Most people would agree: The wine-tasting experience is about more than just the wine. It’s about the hospitality, the history, the ambience. And for most visitors, a winery’s architecture plays a key role in the total tasting experience. Napa Valley is filled with gorgeous winery estates, everything from historic, century-old castles to cutting-edge contemporary designs. As an architecture buff myself, I’m always fascinated with the story behind the aesthetic. There are far too many gorgeous wineries in Napa Valley, so here are just a few.
Talk about indigenous architecture. This winery seems to have emerged directly from the rolling hillsides that surround it. Sculptures, fountains, and other art works populate this ultra-modern estate, set amid the breath-taking beauty of the Carneros region. Spanish architect Domingo Triay, the talent behind the unusual design, was hired by Artesa’s parent company, the renowned Spanish Codorníu Group. (Built in 1895, the Codorníu Cellars building outside of Barcelona is now a Spanish national historical monument.) Stroll through sprawling courtyards, enjoy the views from the enormous windows, and spend time in the permanent art exhibit and museum.
Perched on Howell Mountain with gorgeous views of the valley floor, CADE is the cool contemporary home you wish you had (don’t we all want an outdoor living room?). The wood, concrete, and glass structure was designed by Juancarlos Fernandez, a Mexico-based architect who also does a lot of work in California. It’s the Napa Valley’s first LEED (Leadership In Energy and Environmental Design) Gold-certified winery.
In 1984, owners Mr. and Mrs. Jan Shrem partnered with the San Francisco Museum of Modern Art on a competition to find a visionary architect to design Clos Pegase. From an initial pool of 96 design teams, famed post-modernist architect and appliance designer Michael Graves emerged as the winner. Construction was completed in 1987 with a design that “merges modern and ancient architecture with a nod to ancient Mediterranean culture.” I’ve also heard that the winery was inspired by the Minoan Palace of Knossos on Crete (a civilization that flourished from 2600 to 1400 BC in what is now modern-day Greece) – if you look at photos, you’ll see the resemblance.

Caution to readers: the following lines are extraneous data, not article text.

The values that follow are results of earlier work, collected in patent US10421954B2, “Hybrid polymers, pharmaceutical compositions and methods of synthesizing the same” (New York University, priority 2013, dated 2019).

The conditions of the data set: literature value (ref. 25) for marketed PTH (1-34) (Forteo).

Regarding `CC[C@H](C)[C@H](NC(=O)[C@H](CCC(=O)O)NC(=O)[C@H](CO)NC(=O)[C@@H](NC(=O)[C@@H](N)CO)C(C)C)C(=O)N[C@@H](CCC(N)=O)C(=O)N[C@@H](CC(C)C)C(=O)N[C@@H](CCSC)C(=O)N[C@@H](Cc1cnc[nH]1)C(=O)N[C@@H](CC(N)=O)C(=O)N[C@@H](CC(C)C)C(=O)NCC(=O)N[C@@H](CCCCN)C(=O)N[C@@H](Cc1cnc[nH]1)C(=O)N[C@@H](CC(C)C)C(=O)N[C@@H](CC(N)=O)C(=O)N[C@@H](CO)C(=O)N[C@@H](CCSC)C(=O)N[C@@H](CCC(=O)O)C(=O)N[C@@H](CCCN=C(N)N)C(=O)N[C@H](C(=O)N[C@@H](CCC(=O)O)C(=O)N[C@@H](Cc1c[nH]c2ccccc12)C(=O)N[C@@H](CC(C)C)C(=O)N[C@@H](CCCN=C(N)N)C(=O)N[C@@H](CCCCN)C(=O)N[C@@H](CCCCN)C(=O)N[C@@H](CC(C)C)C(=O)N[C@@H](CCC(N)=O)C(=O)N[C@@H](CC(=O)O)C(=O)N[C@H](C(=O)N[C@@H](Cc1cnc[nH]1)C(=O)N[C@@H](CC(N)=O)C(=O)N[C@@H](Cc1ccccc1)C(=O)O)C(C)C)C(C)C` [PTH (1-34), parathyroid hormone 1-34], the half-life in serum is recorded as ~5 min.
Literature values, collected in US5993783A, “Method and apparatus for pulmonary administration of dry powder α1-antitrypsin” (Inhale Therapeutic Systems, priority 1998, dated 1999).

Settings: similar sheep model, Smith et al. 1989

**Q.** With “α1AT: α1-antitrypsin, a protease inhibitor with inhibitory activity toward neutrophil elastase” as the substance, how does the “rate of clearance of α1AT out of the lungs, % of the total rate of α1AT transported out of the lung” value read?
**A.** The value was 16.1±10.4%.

Renowned local winery architect, Jarrod Denton of Signum Architecture, worked closely with Craig and Kathryn Hall to design this elegant post-modernist structure. The first phase of construction is now complete, and the winery was recently certified LEED (Leadership in Energy and Environmental Design) Gold, for its state-of-the-art green building practices.
Like CADE Estate, this Stag’s Leap District winery is owned by the PlumpJack Group and it was also designed by Mexican architect Juancarlos Fernandez. The unusual circular building includes a living roof and 18,000 square feet of caves. The winery’s spectacular 3,500-square-foot hospitality center has just opened.
Driving along Highway 29 in Oakville, you’ll see this prestigious winery literally rising out of the earth like a pedestal. Built in 1991, it’s been described as possessing “a mix of classical European and contemporary Californian elements,” but the distinctive shape always reminds me of the hats worn by Italian noblemen in Renaissance portraits. It was designed by Scott Johnson of Johnson Fain, the architectural firm responsible for San Francisco’s iconic Transamerica Pyramid.
It’s clear that this Rutherford winery was designed to honor the surrounding landscape, not compete with it. Walker Warner Architects were hired by the Huneeus family to build three pavilions for private wine tastings that offered protection from the elements without coming between the visitor and the vineyard. A low, arched stone façade is all that greets guests as they enter the property. It gives on to three open-air roofed structures, set amid an oak forest on a ridge overlooking the rolling hills.
If you’ve ever been to Vienna and visited Hundertwasserhaus, or if you’re a fan of Gustav Klimpt, you must get yourself to Quixote. It was designed by the man himself, Viennese architect Friedensreich Hundertwasser, representing his only work in the U.S. and his final work before he died in 2000. Then-owner Cal Doumani commissioned the – no pun intended – quixotic architect to design and build this unique property with “no straight lines” and “hints of Morocco” from 1988 to 1998.